The president of Dean’s college, Mark D. Gearan, took great offense to her article. Here is the opening paragraph of his letter to the HWS “community,” sent on April 13, 2024:

Earlier this week, Professor of Politics Jodi Dean wrote a piece for Verso on the war in Israel and Gaza. She spoke about feeling exhilarated and energized by the paragliders on October 7, an event that has led to so much brutality against civilians in Israel and Gaza. Not only am I in complete disagreement with Professor Dean, I find her comments repugnant, condemn them unequivocally, and want to make clear that these are her personal views and not those of our institution.

He then suspended Dean from her teaching duties. His letter and actions offended me, and I sent him this message:

Dear President Gearan,

I read your letter about Professor Jodi Dean’s essay, ‘Palestine Speaks for Everyone,’ which was posted at versobooks.com. I found your letter to be an excellent example of a false commitment to academic freedom and free speech. Taking Professor Dean out of her classroom is outrageous. Her essay speaks to a truth that cowards like you will never face. Israel is an occupying colonial power, with no right under any international law to do what it has done since the Nakba in 1948. It has violated  untold UN resolutions, and it has murdered untold numbers of people with abandon. What it has done since Oct. 7 has shocked most of the world, but apparently not you. Hamas and the other Palestinian resistance groups have every right under international law to resist Israel’s brutal and illegal occupation with violence, and Israel has no right to defend its colonial regime in Palestine. This is all not to mention that Israel’s current leadership, following it the footsteps of some of its founding fathers, are open fascists. What your letter does is whitewash this past and assert a sickening superior morality under the pretense that you are opposed to all violence. Please, spare us your tears. And your self-righteousness. Your students might be afraid and troubled!! Of what, pray tell. It is the people in Gaza who are afraid, because they are being killed by the tens of thousands. And if you have been following the news outside of the cowardly mainstream US Press, you would now know that most of the most outrageous acts Israel claimed Hamas and the other groups perpetrated on Oct. 7 have been shown not to have happened. The Nazis would have been proud of Netanyahu and company for their skill in lying and their willingness to murder women and children. Just as the US would not even take orphaned Jewish children into the United States during the late 1930s, because they might someday become Bolsheviks, so too the Israelis can’t have Palestinian kids grow up t be “terrorists.” or mothers giving birth to them.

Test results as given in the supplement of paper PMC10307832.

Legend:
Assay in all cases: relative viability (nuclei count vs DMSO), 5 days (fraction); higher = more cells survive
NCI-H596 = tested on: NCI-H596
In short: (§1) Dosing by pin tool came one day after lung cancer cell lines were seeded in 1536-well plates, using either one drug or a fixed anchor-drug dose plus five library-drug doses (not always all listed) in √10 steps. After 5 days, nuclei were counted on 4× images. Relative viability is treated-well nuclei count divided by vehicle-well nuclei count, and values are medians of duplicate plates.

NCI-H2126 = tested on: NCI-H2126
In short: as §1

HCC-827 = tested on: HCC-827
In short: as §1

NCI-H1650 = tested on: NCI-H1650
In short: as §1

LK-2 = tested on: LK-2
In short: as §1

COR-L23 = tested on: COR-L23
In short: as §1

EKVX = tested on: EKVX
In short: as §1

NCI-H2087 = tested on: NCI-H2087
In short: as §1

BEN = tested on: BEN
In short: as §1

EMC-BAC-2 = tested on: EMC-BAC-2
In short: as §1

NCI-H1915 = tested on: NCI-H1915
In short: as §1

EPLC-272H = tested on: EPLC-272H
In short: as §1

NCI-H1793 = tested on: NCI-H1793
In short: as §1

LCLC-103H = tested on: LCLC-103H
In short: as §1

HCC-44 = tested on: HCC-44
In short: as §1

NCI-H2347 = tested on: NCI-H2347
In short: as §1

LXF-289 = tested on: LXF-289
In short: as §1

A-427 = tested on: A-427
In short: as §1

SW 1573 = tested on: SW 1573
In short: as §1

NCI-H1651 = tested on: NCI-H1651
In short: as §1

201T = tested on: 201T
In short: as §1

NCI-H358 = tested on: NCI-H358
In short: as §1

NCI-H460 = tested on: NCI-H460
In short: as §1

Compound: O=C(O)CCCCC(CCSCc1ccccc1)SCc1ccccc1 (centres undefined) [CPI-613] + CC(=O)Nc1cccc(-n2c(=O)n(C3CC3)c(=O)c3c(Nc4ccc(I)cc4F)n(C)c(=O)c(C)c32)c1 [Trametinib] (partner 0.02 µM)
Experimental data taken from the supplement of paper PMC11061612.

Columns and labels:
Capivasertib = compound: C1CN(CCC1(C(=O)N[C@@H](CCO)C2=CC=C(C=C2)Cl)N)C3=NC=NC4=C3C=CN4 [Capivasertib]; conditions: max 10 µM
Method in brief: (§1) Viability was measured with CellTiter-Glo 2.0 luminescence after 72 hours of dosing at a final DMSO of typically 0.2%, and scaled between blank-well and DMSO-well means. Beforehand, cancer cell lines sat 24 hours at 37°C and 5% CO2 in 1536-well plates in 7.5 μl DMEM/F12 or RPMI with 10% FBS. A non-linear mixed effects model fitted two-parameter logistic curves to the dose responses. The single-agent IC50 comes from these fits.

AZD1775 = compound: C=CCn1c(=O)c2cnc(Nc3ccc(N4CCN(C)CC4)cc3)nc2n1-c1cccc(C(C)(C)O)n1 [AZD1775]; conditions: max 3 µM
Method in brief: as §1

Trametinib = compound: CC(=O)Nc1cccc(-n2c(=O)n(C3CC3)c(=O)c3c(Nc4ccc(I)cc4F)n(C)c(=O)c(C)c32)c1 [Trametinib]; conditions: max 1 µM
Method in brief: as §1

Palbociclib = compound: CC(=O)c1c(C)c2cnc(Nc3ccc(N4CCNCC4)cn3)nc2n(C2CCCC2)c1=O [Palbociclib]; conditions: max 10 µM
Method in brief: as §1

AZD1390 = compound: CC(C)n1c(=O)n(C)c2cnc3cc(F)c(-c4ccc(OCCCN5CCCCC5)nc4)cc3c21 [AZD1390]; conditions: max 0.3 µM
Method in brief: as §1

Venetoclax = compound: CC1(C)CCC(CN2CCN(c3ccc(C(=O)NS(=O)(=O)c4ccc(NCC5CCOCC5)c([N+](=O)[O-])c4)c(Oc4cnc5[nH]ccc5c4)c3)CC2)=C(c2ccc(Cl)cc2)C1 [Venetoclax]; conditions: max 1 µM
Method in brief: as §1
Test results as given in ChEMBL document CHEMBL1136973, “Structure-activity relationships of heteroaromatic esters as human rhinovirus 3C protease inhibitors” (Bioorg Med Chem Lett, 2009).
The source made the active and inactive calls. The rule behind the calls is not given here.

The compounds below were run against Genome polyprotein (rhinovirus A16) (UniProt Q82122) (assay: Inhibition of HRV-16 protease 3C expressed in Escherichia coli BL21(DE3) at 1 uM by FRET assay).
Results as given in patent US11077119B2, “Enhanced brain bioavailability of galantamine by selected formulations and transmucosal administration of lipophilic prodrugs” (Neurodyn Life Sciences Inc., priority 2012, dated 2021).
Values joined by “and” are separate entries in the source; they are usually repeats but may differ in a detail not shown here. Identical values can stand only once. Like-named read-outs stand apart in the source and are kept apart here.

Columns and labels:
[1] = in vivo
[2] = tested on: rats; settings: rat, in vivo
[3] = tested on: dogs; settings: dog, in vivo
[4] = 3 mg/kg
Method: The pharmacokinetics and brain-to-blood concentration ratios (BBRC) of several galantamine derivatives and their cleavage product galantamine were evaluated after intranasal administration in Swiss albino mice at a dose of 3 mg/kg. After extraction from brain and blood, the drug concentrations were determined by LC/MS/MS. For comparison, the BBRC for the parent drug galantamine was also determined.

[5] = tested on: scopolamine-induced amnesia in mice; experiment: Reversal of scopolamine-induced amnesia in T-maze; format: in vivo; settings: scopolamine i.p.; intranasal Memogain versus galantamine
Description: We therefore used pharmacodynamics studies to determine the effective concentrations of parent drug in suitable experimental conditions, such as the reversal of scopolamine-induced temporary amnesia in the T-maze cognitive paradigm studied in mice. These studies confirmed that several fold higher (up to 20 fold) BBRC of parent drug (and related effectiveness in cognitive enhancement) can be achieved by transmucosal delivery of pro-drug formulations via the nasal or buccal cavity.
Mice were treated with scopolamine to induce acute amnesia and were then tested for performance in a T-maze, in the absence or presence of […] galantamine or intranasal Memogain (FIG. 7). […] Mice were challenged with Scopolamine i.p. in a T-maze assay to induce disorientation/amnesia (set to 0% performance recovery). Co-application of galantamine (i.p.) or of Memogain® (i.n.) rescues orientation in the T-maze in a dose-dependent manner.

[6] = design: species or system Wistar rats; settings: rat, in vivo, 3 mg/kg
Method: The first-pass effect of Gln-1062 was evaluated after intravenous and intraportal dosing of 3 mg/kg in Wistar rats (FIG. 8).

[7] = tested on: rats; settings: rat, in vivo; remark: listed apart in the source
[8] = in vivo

You must put Professor Dean back in the classroom. I doubt you will, perhaps in fear that you will be called before Congress and declared an antisemite. Or more likely because you are simply not a very good human being.


Michael D. Yates, Professor Emeritus, University of Pittsburgh-Johnstown

Illinois State University

Since just after October 7, Joe Scarborough, host of MSNBC’s popular “Morning Joe” program, has been railing against the campus protests. He typically refers to students (presumably privileged) at elite (as in Ivy League) colleges. However, the campus encampments that have been growing in number by the day, have been set up in many colleges and universities that are certainly not elite. One such college is Illinois State University in Normal, Illinois. I have had correspondence with a teacher there, one whose students are by no means elite. When the president of the university, Aondover Tarhule, began threatening the protesters with punitive actions, the organizers asked people to write to him. I wrote this letter on April 30, 2024:

Dear President Tarhule,

Students around the United States are courageously protesting the open genocide being committed by the Israeli government in Gaza. That it is a genocide is widely known, and members of the Israeli state openly admit it, even declaring themselves to be fascists. Now, your students are protesting. And what does your administration do? Like many other institutions of higher learning, you threaten them with suspensions and police violence. Your duty is to protect your students. Colleges claim to be in favor of critical thinking and socially responsible actions. Yet, as soon as they take you at your word, they see that it is all a mirage.

I was a college professor for 45 years. I saw the protests against the war in Vietnam and the way that college administrators dealt with them. I know about how your predecessors condemned and blacklisted professors during the McCarthy period. Today, the world is watching. Your students are watching. What lessons will they take from your actions? The answer is up to you. Do the right thing. Do not allow police on your campus. Protect the right of your students to protest.